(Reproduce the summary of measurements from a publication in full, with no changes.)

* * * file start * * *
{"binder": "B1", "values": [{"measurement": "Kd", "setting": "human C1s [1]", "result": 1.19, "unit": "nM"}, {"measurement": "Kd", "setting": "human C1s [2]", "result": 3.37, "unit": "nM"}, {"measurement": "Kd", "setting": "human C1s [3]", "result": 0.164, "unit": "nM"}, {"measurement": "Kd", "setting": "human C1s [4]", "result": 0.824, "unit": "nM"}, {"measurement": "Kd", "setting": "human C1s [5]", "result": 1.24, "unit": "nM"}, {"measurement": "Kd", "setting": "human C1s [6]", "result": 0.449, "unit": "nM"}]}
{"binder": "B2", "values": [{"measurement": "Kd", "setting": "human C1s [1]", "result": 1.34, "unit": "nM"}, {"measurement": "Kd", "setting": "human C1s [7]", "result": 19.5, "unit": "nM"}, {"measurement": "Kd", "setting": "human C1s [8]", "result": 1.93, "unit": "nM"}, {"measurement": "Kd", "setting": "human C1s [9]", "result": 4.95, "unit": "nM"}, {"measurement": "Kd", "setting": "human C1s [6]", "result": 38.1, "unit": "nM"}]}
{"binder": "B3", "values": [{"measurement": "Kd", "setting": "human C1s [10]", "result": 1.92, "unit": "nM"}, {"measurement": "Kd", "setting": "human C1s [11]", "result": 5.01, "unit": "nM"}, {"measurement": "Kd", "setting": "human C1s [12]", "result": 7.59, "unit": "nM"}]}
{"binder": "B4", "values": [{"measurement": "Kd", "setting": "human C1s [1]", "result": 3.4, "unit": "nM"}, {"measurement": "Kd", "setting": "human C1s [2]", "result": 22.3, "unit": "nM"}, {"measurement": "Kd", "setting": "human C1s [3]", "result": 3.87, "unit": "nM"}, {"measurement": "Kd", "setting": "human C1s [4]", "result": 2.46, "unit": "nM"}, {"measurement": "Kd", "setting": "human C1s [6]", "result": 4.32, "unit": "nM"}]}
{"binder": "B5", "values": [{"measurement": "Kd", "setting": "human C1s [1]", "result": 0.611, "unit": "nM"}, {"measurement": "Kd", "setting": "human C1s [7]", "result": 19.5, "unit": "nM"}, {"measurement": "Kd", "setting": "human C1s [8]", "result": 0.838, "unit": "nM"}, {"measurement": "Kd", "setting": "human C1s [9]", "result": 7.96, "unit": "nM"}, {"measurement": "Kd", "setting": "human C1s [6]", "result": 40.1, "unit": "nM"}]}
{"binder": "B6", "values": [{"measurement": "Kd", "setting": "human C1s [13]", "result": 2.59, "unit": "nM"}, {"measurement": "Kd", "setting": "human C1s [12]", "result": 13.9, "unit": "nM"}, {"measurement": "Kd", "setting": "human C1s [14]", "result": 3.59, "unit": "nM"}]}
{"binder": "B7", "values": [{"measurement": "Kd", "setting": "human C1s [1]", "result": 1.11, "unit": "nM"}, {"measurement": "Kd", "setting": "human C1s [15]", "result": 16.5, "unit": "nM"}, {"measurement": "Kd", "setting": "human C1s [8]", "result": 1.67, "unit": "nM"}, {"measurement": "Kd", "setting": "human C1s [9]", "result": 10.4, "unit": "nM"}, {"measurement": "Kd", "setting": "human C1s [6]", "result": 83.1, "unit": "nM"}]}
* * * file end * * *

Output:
{"binder": "B1", "values": [{"measurement": "Kd", "setting": "human C1s [1]", "result": 1.19, "unit": "nM"}, {"measurement": "Kd", "setting": "human C1s [2]", "result": 3.37, "unit": "nM"}, {"measurement": "Kd", "setting": "human C1s [3]", "result": 0.164, "unit": "nM"}, {"measurement": "Kd", "setting": "human C1s [4]", "result": 0.824, "unit": "nM"}, {"measurement": "Kd", "setting": "human C1s [5]", "result": 1.24, "unit": "nM"}, {"measurement": "Kd", "setting": "human C1s [6]", "result": 0.449, "unit": "nM"}]}
{"binder": "B2", "values": [{"measurement": "Kd", "setting": "human C1s [1]", "result": 1.34, "unit": "nM"}, {"measurement": "Kd", "setting": "human C1s [7]", "result": 19.5, "unit": "nM"}, {"measurement": "Kd", "setting": "human C1s [8]", "result": 1.93, "unit": "nM"}, {"measurement": "Kd", "setting": "human C1s [9]", "result": 4.95, "unit": "nM"}, {"measurement": "Kd", "setting": "human C1s [6]", "result": 38.1, "unit": "nM"}]}
{"binder": "B3", "values": [{"measurement": "Kd", "setting": "human C1s [10]", "result": 1.92, "unit": "nM"}, {"measurement": "Kd", "setting": "human C1s [11]", "result": 5.01, "unit": "nM"}, {"measurement": "Kd", "setting": "human C1s [12]", "result": 7.59, "unit": "nM"}]}
{"binder": "B4", "values": [{"measurement": "Kd", "setting": "human C1s [1]", "result": 3.4, "unit": "nM"}, {"measurement": "Kd", "setting": "human C1s [2]", "result": 22.3, "unit": "nM"}, {"measurement": "Kd", "setting": "human C1s [3]", "result": 3.87, "unit": "nM"}, {"measurement": "Kd", "setting": "human C1s [4]", "result": 2.46, "unit": "nM"}, {"measurement": "Kd", "setting": "human C1s [6]", "result": 4.32, "unit": "nM"}]}
{"binder": "B5", "values": [{"measurement": "Kd", "setting": "human C1s [1]", "result": 0.611, "unit": "nM"}, {"measurement": "Kd", "setting": "human C1s [7]", "result": 19.5, "unit": "nM"}, {"measurement": "Kd", "setting": "human C1s [8]", "result": 0.838, "unit": "nM"}, {"measurement": "Kd", "setting": "human C1s [9]", "result": 7.96, "unit": "nM"}, {"measurement": "Kd", "setting": "human C1s [6]", "result": 40.1, "unit": "nM"}]}
{"binder": "B6", "values": [{"measurement": "Kd", "setting": "human C1s [13]", "result": 2.59, "unit": "nM"}, {"measurement": "Kd", "setting": "human C1s [12]", "result": 13.9, "unit": "nM"}, {"measurement": "Kd", "setting": "human C1s [14]", "result": 3.59, "unit": "nM"}]}
{"binder": "B7", "values": [{"measurement": "Kd", "setting": "human C1s [1]", "result": 1.11, "unit": "nM"}, {"measurement": "Kd", "setting": "human C1s [15]", "result": 16.5, "unit": "nM"}, {"measurement": "Kd", "setting": "human C1s [8]", "result": 1.67, "unit": "nM"}, {"measurement": "Kd", "setting": "human C1s [9]", "result": 10.4, "unit": "nM"}, {"measurement": "Kd", "setting": "human C1s [6]", "result": 83.1, "unit": "nM"}]}